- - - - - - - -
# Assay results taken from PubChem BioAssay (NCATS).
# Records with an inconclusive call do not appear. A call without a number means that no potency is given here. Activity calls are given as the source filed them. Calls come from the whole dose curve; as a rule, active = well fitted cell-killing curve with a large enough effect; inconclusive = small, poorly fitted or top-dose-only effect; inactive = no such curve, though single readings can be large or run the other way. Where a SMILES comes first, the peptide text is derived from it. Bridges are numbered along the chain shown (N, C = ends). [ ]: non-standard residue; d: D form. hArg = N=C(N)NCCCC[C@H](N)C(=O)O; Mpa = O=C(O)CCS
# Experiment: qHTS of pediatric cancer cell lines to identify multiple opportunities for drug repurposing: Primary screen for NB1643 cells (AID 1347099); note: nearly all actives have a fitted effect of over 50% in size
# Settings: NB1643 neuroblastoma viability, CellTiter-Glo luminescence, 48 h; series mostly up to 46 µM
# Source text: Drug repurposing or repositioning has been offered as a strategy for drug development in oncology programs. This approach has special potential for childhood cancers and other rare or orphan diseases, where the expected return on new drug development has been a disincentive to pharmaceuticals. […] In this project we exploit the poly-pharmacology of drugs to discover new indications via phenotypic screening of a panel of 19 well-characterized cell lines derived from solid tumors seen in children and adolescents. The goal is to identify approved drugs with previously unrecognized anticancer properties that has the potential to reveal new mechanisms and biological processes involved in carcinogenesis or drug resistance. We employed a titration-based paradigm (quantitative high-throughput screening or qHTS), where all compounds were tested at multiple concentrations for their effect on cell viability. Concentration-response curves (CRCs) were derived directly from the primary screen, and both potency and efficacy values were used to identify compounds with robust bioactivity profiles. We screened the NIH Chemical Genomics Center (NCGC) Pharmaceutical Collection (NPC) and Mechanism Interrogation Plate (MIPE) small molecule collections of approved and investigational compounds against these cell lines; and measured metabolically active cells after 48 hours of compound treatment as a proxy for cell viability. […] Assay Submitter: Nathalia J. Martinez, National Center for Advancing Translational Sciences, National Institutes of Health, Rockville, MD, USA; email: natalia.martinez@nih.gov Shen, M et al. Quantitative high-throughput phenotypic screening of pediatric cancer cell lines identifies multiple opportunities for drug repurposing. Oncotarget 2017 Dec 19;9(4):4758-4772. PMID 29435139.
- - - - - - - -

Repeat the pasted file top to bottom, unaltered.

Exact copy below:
# Assay results taken from PubChem BioAssay (NCATS).
# Records with an inconclusive call do not appear. A call without a number means that no potency is given here. Activity calls are given as the source filed them. Calls come from the whole dose curve; as a rule, active = well fitted cell-killing curve with a large enough effect; inconclusive = small, poorly fitted or top-dose-only effect; inactive = no such curve, though single readings can be large or run the other way. Where a SMILES comes first, the peptide text is derived from it. Bridges are numbered along the chain shown (N, C = ends). [ ]: non-standard residue; d: D form. hArg = N=C(N)NCCCC[C@H](N)C(=O)O; Mpa = O=C(O)CCS
# Experiment: qHTS of pediatric cancer cell lines to identify multiple opportunities for drug repurposing: Primary screen for NB1643 cells (AID 1347099); note: nearly all actives have a fitted effect of over 50% in size
# Settings: NB1643 neuroblastoma viability, CellTiter-Glo luminescence, 48 h; series mostly up to 46 µM
# Source text: Drug repurposing or repositioning has been offered as a strategy for drug development in oncology programs. This approach has special potential for childhood cancers and other rare or orphan diseases, where the expected return on new drug development has been a disincentive to pharmaceuticals. […] In this project we exploit the poly-pharmacology of drugs to discover new indications via phenotypic screening of a panel of 19 well-characterized cell lines derived from solid tumors seen in children and adolescents. The goal is to identify approved drugs with previously unrecognized anticancer properties that has the potential to reveal new mechanisms and biological processes involved in carcinogenesis or drug resistance. We employed a titration-based paradigm (quantitative high-throughput screening or qHTS), where all compounds were tested at multiple concentrations for their effect on cell viability. Concentration-response curves (CRCs) were derived directly from the primary screen, and both potency and efficacy values were used to identify compounds with robust bioactivity profiles. We screened the NIH Chemical Genomics Center (NCGC) Pharmaceutical Collection (NPC) and Mechanism Interrogation Plate (MIPE) small molecule collections of approved and investigational compounds against these cell lines; and measured metabolically active cells after 48 hours of compound treatment as a proxy for cell viability. […] Assay Submitter: Nathalia J. Martinez, National Center for Advancing Translational Sciences, National Institutes of Health, Rockville, MD, USA; email: natalia.martinez@nih.gov Shen, M et al. Quantitative high-throughput phenotypic screening of pediatric cancer cell lines identifies multiple opportunities for drug repurposing. Oncotarget 2017 Dec 19;9(4):4758-4772. PMID 29435139.